A Classic Treatise on International Maritime Law Grotius, Hugo. The Freedom of the Seas or The Right which Belongs to the Dutch to Take Part in the East Indian Trade. Translated with a Revision of the Latin Text of 1633 by Ralph van Deman Magoffin. Edited with an Introductory Note by James Brown Scott. Originally published: New York: Oxford University Press, 1916. xv, 79, 79, 81-83 pp. Main text paged in duplicate with translation and original Latin text on facing leaves (total 182 pp). Reprinted 2001, 2017 by The Lawbook Exchange, Ltd. ISBN-13: 9781584771821; ISBN-10: 1584771828. Hardcover. New. $22.95 * Translation of Grotius' work, Mare Liberum, with Latin and English on facing pages. This groundbreaking work was commissioned by the Dutch East India Company to dispute the monopoly on East Indian trade routes claimed by the Portuguese. It argues that the seas are international territory open to all nations, thus rejecting the idea that any area of the seas could belong to a country. An instant classic, it received a great deal of attention when it was published in 1609. Perhaps the most important reply is John Selden's Mare Clausum (1635), which defends British claims to sovereignty over the coastal waters of the British Isles. HUGO GROTIUS [1583-1645] a pre-eminent contributor to international legal doctrine, was an influential Dutch jurist, philosopher, and theologian. Grotius is also known for De Jure Belli ac Pacis (On the Law of War and Peace), originally published in 1625, which is widely considered to be the first master treatise on international law, and De Jure Praedae (1604), in which he argues against territorial sovereignty of the seas.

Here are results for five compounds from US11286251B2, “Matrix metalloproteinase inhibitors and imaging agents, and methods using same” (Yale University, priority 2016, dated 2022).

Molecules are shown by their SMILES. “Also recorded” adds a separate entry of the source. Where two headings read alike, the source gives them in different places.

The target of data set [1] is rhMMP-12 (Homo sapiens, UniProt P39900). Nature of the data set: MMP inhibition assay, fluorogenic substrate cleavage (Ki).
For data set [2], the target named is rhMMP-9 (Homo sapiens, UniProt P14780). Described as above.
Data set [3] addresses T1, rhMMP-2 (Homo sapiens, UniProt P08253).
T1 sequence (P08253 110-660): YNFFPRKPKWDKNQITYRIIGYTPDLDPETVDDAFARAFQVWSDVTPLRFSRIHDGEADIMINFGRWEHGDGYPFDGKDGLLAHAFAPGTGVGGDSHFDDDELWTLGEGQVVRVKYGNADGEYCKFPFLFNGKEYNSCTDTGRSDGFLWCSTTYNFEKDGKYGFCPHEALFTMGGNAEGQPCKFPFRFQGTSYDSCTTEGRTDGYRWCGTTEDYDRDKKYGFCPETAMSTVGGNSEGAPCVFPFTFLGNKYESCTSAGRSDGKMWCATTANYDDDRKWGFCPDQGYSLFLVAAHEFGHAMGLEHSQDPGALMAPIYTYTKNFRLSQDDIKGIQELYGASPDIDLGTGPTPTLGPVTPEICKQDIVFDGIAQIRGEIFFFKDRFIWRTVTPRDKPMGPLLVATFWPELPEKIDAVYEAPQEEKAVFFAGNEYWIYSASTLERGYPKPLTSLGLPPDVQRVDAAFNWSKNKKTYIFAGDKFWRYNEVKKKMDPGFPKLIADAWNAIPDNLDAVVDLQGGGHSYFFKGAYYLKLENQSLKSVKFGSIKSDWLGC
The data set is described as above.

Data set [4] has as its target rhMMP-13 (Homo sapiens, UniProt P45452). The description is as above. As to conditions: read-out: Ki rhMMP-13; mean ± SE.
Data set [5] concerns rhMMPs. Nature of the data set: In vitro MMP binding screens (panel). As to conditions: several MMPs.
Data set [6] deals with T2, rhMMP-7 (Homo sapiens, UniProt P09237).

Book number 32378